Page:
Who is Greta Thunberg? On the one hand, practically everybody on the planet knows: She’s the Swedish teenage climate change activist with the Pippi Longstocking braids and the stern, strident oratorical style, who has resolved to be a thorn in the side of all major world powers until they make her environmental agenda their top priority. So famous is she that plenty of older men in politics and media seem to forget she’s a person at all, variously denigrating her as a “little turd” or a “mentally ill Swedish child” who, in the words of U.S. president Donald Trump, “must work on her anger management problem.” We know she has Asperger syndrome, and has described her diagnosis as a “superpower” rather than a disability. We know she’s still in school, and has rather more on her plate than most kids her age.
None of this, however, is the same as knowing who she really is: what she thinks, feels, loves and hates, what makes her tick behind that impressively poised public persona. A slickly assembled bio-documentary from the Hulu stable, “I Am Greta” feigns to ask the question answered by its declamatory title, only to present us with all the details we already knew in response. As a summation of her remarkable achievements to date in public life, Nathan Grossman’s film is reasonably thorough, and sometimes rousing, amply showcasing Thunberg’s candid gifts as a truth-to-power speaker. Yet as a portrait of the girl behind the cause, it’s cautious and rarely illuminating, speckled with moments of domestic intimacy that nonetheless feel carefully vetted.
Grossman, a Swedish filmmaker introduced to the Thunberg family before she became a household name, benefits from the earliness of his access. His camera is there to follow her clear, compelling and remarkably swift trajectory from lone protester — skipping school to quietly demonstrate outside Swedish parliament, to the bewilderment of passersby — to the figurehead of a millions-strong global movement. That is achieved via a crammed appointments diary of speeches, meetings and conference invitations across Europe and, following a climactic and much-touted sea voyage, the United States. The film effectively adopts the structure of that exhaustive travel itinerary, criss-crossing from a UN climate conference in Poland to the EU Parliament in Brussels to an awareness-raising visit to Germany’s devastatingly razed Hambach Forest, and so on.
Along the way, we’re shown celebrity encounters with the likes of Arnold Schwarzenegger, Emmanuel Macron and former British House of Commons speaker John Bercow, all of whom nod, smile and congratulate Thunberg on her drive and principles. It’s clear these are glib publicity obligations rather than true meetings of minds, and “I Am Greta” is most interesting when its young subject calls out such formalities. “We haven’t taken to the streets for you to take selfies with us and tell us you admire what we do,” she says in one of her conference addresses, which get pithier and more pointed over the course of a year.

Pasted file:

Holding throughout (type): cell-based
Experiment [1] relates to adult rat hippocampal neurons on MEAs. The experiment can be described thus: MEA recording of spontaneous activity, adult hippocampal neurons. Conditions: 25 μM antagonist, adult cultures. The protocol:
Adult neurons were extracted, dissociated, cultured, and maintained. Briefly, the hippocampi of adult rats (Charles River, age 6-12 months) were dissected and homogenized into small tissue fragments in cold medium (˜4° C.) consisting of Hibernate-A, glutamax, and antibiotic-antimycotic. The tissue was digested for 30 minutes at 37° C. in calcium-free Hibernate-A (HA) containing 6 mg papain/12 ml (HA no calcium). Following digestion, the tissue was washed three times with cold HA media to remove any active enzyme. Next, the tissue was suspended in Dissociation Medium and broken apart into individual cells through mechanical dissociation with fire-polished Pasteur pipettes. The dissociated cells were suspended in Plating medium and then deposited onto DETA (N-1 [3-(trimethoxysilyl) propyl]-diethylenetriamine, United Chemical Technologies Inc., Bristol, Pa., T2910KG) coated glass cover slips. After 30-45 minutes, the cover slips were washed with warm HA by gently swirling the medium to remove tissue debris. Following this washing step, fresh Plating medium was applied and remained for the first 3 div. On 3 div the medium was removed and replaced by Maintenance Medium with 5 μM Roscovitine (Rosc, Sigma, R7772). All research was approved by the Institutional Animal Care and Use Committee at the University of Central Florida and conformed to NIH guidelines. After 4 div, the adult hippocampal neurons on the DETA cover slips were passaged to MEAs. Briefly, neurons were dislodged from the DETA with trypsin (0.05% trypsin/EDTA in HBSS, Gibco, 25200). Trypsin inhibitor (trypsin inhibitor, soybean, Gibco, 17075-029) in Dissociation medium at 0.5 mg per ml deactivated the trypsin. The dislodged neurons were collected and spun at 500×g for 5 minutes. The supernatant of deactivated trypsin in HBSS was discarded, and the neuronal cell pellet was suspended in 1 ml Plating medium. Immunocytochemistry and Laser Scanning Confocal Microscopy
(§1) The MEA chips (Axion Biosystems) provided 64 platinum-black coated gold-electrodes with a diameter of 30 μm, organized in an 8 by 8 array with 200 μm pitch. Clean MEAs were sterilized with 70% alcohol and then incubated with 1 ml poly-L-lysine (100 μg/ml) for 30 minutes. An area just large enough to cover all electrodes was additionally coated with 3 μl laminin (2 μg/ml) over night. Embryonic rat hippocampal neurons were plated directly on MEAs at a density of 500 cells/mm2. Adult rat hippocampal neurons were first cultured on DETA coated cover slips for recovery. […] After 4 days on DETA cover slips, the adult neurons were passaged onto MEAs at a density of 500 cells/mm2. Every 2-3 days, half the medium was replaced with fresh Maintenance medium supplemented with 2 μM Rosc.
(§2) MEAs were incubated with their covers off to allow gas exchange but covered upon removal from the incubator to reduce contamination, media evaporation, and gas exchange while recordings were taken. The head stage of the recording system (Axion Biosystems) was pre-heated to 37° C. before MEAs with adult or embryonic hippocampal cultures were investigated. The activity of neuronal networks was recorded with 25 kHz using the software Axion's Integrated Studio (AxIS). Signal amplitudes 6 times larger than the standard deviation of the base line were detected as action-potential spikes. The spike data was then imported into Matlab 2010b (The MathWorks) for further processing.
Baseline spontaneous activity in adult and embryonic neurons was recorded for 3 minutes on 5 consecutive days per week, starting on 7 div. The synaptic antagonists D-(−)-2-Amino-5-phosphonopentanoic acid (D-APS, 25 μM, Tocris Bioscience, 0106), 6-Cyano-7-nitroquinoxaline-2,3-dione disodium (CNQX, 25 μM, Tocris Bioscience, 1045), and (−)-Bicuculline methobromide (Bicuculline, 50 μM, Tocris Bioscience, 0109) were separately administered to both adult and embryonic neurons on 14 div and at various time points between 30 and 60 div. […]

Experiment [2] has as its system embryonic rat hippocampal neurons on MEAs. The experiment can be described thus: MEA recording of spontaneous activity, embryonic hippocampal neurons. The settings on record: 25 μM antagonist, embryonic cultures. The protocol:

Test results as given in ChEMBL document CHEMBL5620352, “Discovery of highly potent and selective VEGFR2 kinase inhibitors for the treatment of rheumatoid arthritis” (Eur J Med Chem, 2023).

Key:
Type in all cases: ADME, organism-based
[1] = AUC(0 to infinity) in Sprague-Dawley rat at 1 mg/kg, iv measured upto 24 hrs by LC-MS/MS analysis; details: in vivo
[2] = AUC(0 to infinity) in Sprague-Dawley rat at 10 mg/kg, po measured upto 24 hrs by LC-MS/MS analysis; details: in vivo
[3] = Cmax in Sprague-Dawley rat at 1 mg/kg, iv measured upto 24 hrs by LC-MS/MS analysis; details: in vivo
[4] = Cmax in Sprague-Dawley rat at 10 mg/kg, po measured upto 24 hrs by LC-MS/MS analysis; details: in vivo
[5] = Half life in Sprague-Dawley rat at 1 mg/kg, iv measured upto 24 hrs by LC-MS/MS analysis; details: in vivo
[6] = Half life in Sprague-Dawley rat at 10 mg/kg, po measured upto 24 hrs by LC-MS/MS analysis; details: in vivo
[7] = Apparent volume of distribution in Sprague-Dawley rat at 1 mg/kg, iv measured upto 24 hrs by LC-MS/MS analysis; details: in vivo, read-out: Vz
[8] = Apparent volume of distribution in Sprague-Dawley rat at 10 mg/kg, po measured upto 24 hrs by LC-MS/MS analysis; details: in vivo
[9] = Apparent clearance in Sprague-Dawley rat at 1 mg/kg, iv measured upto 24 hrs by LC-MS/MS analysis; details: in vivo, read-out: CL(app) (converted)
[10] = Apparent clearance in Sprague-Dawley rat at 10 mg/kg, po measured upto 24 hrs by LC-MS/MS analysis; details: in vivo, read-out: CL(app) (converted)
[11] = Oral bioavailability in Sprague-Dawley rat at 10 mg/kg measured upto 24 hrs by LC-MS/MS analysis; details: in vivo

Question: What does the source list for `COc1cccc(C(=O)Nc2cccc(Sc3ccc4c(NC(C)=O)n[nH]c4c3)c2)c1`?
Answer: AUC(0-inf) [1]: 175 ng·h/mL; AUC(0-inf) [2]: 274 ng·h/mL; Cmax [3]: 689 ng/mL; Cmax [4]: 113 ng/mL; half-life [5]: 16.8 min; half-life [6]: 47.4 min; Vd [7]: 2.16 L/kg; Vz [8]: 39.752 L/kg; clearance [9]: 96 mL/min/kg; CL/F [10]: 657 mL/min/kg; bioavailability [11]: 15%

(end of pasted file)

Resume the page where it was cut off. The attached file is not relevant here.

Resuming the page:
Thunberg speaks of her exasperation at empty gestures of allyship (“Everyone promises to shape up [but] it’s a role-playing game,” she sighs), though a cannier, more self-aware doc would consider the filmmakers’ role in all this. Is “I Am Greta” serving her message or merely sympathizing with it? In its most affecting moments, Grossman’s film shows how her personal and environmental anxieties come to a stifling head in attacks of ennui or stage fright prior to major engagements, though it’s debatable whether the camera is her friend or foe in such circumstances.
If such scenes — along with lighter off-duty ones, as when she laughs off Twitter trolls while scrolling through her phone at home — offer us flickers off the “real” Greta, the film still invites more questions about her life than it answers. Her father Svante may be shown by her side throughout her travels, but we’re given no details as to his personal history, or what enables him to devote his life full-time to his daughter’s campaign; her mother is glimpsed fleetingly, and the rest of her family not at all. We look in briefly on Thunberg’s middle-school graduation ceremony, but otherwise her school life and place in her peer community are left for us to vaguely surmise.
That’s not especially surprising: Thunberg owes her public no great personal access, and “I Am Greta” is clearly at some pains to respect and protect the mental health of its young and vulnerable heroine. But it does mean Grossman’s film runs into the same wall as Davis Guggenheim’s similarly constructed youth-activist profile “He Named Me Malala” some years ago: It’s all but impossible for a documentary to reveal a new side of its subject while keeping a tactful distance. That conundrum is unlikely to stop “I Am Greta” from being a considerable crowdpleaser as it travels the festival circuit following its Venice premiere, or when it lands Stateside on the Hulu platform from Nov. 13. But assuming her career continues to prosper in the determined direction it has taken, there are doubtless more penetrating profiles in her future.
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